TW: Mentions of anti-LGBT violence, though no details or descriptions.
The Week of Action 2014 kicked off today – and oh boy is this site getting a lot of traffic. I’m never quite sure how to feel about that, but it’s great that so many people are interested in making the world better for LGBT people.
I opened the event by sharing a list of fifty ways people could take action during the Week. My unofficial theme for the event this year, which I am using to determine how I personally take action, is “Those Who Survive,” which stands for not only those who have survived anti-LGBT violence, but everyone who lives in the aftermath. Because I have a tendency to get caught up in the stories of those who died, I am challenging myself to focus on those who survive and what I can do for them (and myself, seeing as I am also a survivor). Today I promoted the Week of Action challenge through networking, wearing an event shirt, and tying a red ribbon to my bag.
I also re-shared my story, which I wrote and posted on the site last year, on social media. It has been password-protected for the past several months because I feel safer when I can control who sees it; however, I don’t want to hide or return to pretending like nothing happened, so I decided to open it up for others to see during the Week. The password to access the story is “violets” (sans quotation marks – this will be changed next week). Whenever I direct people to my story, I’m always a bit blown away by how many people actually look at it. I don’t mind you all reading my story – just keep in mind, there are nine other stories on the site that are just as important! Mark Brady, Karen Poiani, Bill Thomas, Wayne Wilcox, Clayton Ham, Tessa Crawford, Judy Wight, Christine Thomas, and the Rev. Rebecca Strader’s stories can be found under the tab marked “About the Stories Project.”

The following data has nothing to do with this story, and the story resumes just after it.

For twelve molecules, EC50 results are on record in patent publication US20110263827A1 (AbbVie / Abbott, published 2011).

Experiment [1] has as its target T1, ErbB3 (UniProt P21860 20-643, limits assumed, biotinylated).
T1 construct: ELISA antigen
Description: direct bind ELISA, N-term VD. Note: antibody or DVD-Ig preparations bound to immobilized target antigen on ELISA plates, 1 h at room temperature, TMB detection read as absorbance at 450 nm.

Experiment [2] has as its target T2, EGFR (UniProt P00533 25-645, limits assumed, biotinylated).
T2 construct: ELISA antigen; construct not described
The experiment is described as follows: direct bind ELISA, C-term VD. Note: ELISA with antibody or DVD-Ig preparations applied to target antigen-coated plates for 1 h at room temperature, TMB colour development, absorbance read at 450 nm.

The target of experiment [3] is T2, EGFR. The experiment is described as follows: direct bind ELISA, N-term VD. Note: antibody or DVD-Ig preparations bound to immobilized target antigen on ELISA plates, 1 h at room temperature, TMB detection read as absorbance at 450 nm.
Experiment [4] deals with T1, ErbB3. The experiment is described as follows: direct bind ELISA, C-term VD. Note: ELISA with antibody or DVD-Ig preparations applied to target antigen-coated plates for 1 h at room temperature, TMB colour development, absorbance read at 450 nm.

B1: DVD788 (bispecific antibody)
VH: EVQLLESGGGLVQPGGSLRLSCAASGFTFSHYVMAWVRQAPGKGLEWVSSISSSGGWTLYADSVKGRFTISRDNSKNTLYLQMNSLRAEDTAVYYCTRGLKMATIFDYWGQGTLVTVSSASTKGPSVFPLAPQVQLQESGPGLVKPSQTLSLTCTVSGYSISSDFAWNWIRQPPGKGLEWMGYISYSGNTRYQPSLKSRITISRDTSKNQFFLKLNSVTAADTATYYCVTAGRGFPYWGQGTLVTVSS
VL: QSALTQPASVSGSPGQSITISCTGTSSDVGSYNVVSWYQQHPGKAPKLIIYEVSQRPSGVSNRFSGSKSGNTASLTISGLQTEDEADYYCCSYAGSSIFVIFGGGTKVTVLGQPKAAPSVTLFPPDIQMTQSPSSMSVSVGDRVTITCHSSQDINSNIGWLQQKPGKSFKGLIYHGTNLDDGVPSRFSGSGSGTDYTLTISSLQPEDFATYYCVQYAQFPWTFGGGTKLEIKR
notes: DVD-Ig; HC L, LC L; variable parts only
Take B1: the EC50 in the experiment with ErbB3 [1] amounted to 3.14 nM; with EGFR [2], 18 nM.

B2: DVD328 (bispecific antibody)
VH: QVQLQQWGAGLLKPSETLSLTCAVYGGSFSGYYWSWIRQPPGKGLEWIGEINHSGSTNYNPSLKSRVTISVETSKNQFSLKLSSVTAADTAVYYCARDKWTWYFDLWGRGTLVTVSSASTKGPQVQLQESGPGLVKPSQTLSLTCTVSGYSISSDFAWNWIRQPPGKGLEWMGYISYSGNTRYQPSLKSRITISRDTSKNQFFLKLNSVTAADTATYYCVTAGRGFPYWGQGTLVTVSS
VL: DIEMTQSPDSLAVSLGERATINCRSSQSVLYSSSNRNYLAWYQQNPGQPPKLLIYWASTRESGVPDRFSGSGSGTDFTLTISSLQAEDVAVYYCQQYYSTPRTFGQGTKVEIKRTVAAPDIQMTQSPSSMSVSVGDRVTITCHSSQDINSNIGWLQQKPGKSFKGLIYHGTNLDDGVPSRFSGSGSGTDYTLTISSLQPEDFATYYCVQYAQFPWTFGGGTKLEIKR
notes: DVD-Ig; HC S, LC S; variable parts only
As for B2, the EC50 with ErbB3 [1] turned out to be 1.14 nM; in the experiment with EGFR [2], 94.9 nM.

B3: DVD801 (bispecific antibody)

Today’s theme was red, which symbolizes life. Of the 189 people on the WoA 2014 list, there were twenty-seven I felt were best represented by the color red and the theme of life. Their names are below. If you have a few minutes, select a few whose names stand out to do and do some research into their stories (a star by their name indicates that a loved one has spoken about them here.) Who were they? What happened to them?
Fred Martinez Jr.